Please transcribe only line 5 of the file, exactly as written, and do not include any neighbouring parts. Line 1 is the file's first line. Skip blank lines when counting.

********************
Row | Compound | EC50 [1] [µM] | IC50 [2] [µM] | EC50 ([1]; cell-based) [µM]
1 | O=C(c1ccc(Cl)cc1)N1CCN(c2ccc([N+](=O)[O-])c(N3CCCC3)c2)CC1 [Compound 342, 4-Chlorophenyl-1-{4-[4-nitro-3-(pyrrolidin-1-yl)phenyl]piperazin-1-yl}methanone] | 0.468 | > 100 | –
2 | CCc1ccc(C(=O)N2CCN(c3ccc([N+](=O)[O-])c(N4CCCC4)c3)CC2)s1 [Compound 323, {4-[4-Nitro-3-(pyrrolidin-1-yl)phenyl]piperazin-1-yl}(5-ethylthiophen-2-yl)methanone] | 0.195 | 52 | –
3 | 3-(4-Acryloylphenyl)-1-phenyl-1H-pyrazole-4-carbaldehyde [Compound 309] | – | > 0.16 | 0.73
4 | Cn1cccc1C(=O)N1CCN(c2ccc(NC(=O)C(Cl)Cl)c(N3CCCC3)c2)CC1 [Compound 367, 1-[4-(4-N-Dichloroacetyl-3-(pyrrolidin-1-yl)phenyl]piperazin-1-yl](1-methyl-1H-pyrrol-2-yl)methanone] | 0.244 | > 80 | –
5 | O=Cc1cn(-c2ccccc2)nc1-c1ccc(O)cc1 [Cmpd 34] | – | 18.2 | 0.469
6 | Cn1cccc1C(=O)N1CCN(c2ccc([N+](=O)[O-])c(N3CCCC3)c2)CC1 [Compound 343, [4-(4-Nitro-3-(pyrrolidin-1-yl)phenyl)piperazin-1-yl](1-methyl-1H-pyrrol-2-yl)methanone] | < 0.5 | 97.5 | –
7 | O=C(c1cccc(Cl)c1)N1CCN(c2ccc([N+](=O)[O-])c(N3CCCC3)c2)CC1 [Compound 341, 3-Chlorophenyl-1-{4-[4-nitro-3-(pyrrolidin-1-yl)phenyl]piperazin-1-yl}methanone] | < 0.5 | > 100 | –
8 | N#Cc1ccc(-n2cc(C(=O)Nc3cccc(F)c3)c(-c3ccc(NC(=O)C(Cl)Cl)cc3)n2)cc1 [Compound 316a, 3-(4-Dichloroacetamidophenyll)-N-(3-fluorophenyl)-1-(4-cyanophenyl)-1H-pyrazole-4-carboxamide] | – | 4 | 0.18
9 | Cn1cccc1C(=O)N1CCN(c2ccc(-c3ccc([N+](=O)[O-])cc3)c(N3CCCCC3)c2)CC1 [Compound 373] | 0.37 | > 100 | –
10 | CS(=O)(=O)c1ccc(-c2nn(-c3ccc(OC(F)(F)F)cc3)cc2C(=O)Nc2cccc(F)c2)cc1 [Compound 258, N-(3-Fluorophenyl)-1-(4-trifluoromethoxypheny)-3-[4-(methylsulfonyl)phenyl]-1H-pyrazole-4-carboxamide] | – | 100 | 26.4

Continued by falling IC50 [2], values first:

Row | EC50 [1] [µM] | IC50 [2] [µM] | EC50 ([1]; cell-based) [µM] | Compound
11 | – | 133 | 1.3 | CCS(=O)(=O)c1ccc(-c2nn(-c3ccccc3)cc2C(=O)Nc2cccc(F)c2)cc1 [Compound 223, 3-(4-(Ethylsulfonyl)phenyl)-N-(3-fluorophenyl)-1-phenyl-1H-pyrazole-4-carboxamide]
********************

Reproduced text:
4 | Cn1cccc1C(=O)N1CCN(c2ccc(NC(=O)C(Cl)Cl)c(N3CCCC3)c2)CC1 [Compound 367, 1-[4-(4-N-Dichloroacetyl-3-(pyrrolidin-1-yl)phenyl]piperazin-1-yl](1-methyl-1H-pyrrol-2-yl)methanone] | 0.244 | > 80 | –